Living with credit, Shopping, Travel

Traveling abroad? Save money by charging in local currency

Stephanie Zito

When paying by credit card in a foreign country, you often will be given the option of making the charge in the local currency or having the charge calculated in U.S. dollars. Making the correct choice will save a lot.

Quick tip: For the majority of international travelers, the best option is to choose to pay in the local currency and to use a credit card that charges no foreign transaction fees.

Here’s why – and how to save on every purchase on your vacation or business trip.

How to get the best exchange rate
Making a credit card currency conversion choice is similar to choosing a bureau de change to swap your dollars for the local currency when you arrive in a new country.

At face value, paying in U.S. dollars may appear to be the more convenient option since it is nice to know the exact amount you’re spending and what you’ll be paying when your bill arrives. Unfortunately, selecting this option means you will likely be paying an added service fee and getting a poor exchange rate compared to the exchange rate offered by your credit card issuer.

Think of charging in U.S. dollars like exchanging your money in the airport – you’re paying extra for convenience, and most likely getting less for more.

There is a better and cheaper way.

How currency exchanges are calculated
To understand why being charged in the local currency is the better option, it helps to know what happens when you make a charge in a foreign currency. That pending charge goes through a currency conversion process that translates your spending to the equivalent in U.S. dollars before it appears on your monthly credit card statement.

The underlying question that determines how you’ll get the best deal is: Who is actually deciding which exchange rate you’re going to get?

When you make a credit card transaction abroad and choose to be charged in the local currency, you are essentially opting to allow your card-issuing bank to conduct your conversion. Currency exchange processes vary bank to bank, but essentially banks work to get you the best exchange rate for that currency for that day.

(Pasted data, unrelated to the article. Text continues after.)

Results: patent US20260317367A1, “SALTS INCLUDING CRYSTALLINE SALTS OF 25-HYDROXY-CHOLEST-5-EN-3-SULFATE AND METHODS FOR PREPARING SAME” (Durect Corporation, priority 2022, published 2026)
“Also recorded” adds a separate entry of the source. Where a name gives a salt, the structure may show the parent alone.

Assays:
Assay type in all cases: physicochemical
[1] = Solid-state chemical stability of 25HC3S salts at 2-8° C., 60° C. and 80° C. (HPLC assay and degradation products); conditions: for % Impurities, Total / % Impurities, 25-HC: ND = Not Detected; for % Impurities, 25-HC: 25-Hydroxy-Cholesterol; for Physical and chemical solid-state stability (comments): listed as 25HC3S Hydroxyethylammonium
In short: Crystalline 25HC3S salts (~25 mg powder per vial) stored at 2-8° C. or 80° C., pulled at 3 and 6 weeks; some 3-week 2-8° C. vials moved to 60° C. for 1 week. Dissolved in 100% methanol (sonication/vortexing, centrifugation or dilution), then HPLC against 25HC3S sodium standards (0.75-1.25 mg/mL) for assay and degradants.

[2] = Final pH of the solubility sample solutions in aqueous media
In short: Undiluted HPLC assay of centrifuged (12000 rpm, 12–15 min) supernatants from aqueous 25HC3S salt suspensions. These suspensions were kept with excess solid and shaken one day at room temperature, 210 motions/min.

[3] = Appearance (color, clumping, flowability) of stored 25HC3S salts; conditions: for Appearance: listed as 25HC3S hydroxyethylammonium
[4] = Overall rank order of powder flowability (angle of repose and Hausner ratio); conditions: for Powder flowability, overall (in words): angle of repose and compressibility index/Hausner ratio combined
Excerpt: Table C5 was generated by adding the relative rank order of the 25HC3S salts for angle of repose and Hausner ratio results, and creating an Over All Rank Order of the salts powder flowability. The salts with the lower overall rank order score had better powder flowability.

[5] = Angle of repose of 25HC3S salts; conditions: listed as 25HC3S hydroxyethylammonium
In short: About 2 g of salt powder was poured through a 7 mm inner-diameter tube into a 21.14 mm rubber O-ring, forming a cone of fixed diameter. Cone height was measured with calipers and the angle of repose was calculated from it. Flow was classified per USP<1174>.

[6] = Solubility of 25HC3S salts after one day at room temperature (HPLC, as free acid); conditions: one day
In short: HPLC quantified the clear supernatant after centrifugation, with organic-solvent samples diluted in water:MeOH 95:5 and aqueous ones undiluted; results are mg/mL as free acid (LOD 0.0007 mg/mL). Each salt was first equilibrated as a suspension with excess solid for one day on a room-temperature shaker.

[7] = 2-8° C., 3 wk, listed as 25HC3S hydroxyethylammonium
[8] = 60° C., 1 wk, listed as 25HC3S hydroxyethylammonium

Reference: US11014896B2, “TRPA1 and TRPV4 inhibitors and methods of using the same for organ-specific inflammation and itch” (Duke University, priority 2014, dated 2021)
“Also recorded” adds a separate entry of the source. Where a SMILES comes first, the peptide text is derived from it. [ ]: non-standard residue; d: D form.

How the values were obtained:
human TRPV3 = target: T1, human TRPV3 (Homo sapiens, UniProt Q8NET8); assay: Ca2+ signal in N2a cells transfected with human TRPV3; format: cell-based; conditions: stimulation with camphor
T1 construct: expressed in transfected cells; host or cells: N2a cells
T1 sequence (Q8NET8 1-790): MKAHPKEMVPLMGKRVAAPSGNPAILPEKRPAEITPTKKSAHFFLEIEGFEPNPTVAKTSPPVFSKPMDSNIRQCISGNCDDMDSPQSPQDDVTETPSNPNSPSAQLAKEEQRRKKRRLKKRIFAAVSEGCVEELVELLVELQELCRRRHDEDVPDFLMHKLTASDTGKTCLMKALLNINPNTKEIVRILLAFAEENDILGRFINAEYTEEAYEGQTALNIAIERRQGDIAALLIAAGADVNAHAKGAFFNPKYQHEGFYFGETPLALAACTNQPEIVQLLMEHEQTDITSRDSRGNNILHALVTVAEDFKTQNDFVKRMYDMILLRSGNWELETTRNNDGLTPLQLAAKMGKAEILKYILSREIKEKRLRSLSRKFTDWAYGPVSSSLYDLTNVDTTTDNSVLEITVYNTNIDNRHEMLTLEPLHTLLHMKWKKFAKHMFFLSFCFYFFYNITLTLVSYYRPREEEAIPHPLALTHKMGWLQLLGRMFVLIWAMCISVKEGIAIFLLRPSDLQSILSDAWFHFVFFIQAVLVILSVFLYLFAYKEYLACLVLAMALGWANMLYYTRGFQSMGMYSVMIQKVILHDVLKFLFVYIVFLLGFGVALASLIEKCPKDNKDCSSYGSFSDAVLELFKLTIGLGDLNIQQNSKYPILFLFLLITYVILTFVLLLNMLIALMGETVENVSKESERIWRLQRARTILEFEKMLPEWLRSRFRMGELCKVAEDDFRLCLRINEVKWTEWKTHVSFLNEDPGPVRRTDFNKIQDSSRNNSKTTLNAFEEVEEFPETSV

If you choose to make the charge in U.S. dollars or your home currency when offered at the time of purchase, you’re opting to allow an outside, third-party service to calculate the exchange upfront. When the pending charge is passed on to your bank, you will be charged for that predetermined dollar amount.

Whenever possible with currency, it pays to avoid the middleman.

Don’t pack cards that charge foreign transaction fees
While it seems obvious that selecting the local currency transaction is the wiser financial choice, there is still one additional factor to take into consideration: Does your credit card charge a foreign transaction fee?

Many travel rewards credit cards offer “no foreign transaction fees” as a cardholder benefit, and these cards save you up to 3 percent per purchase when traveling outside the U.S. or making a purchase from a company located abroad. If you packed only cards that charge foreign transaction fees, this will add up (restaurants, shops, taxis, shows) on your vacation or business trip.

In fact, cards with foreign transaction fees put you in a lose-lose currency conversion situation. You’ll either be paying the extra transaction fee when you pay in the local currency or the third-party exchange rate if you choose to pay in U.S. dollars. Neither of these alternatives is good for your budget.

Your best option: Leave your foreign transaction fee cards at home or apply for a no-foreign-transaction-fee card before you travel. That 3 percent extra on everything can add up quickly and negate the value of any points or cash back you’re earning for using the card for purchases.

Local currency or USD: It’s your choice
One additional thing to note is that in most cases you decide how your currency is converted.

I’ve been in many situations – most often in places where there is a language barrier – in which cashiers and hotel receptionists think they are being helpful by picking the currency for me and presenting my charge in U.S. dollars.

Know that you don’t have to choose USD, and if a cashier is trying to charge you in a currency other than the local currency where you are making your purchase, you can ask for it to be switched.

While a one-off currency conversion fee won’t break your vacation piggy bank or business travel expense account, making the right choice could save you several hundred dollars over the course of a trip abroad.

See related: Traveling abroad? 9 ways to protect your cards, Cards and more to pack when you’re heading overseas, 2017 Card Fee Survey: Consumers catch a break

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